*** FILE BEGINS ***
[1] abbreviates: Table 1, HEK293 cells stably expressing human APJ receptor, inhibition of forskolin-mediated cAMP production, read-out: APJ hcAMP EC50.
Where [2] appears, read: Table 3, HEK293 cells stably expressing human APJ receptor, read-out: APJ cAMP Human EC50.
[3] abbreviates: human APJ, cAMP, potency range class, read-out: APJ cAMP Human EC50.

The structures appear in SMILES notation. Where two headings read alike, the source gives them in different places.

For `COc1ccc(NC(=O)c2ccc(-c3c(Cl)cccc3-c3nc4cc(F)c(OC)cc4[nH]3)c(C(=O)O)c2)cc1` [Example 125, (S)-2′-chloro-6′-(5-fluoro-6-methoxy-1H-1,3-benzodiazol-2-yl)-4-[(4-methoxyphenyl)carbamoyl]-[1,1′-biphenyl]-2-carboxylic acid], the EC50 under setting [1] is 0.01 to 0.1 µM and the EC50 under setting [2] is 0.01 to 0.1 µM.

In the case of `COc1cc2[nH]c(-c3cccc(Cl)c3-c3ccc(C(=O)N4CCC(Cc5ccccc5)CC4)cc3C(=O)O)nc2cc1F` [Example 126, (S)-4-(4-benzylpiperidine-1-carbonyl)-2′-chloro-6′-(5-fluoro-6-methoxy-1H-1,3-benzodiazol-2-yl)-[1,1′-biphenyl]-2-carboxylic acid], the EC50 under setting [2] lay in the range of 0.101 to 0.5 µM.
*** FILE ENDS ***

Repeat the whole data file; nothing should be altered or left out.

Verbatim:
[1] abbreviates: Table 1, HEK293 cells stably expressing human APJ receptor, inhibition of forskolin-mediated cAMP production, read-out: APJ hcAMP EC50.
Where [2] appears, read: Table 3, HEK293 cells stably expressing human APJ receptor, read-out: APJ cAMP Human EC50.
[3] abbreviates: human APJ, cAMP, potency range class, read-out: APJ cAMP Human EC50.

The structures appear in SMILES notation. Where two headings read alike, the source gives them in different places.

For `COc1ccc(NC(=O)c2ccc(-c3c(Cl)cccc3-c3nc4cc(F)c(OC)cc4[nH]3)c(C(=O)O)c2)cc1` [Example 125, (S)-2′-chloro-6′-(5-fluoro-6-methoxy-1H-1,3-benzodiazol-2-yl)-4-[(4-methoxyphenyl)carbamoyl]-[1,1′-biphenyl]-2-carboxylic acid], the EC50 under setting [1] is 0.01 to 0.1 µM and the EC50 under setting [2] is 0.01 to 0.1 µM.

In the case of `COc1cc2[nH]c(-c3cccc(Cl)c3-c3ccc(C(=O)N4CCC(Cc5ccccc5)CC4)cc3C(=O)O)nc2cc1F` [Example 126, (S)-4-(4-benzylpiperidine-1-carbonyl)-2′-chloro-6′-(5-fluoro-6-methoxy-1H-1,3-benzodiazol-2-yl)-[1,1′-biphenyl]-2-carboxylic acid], the EC50 under setting [2] lay in the range of 0.101 to 0.5 µM.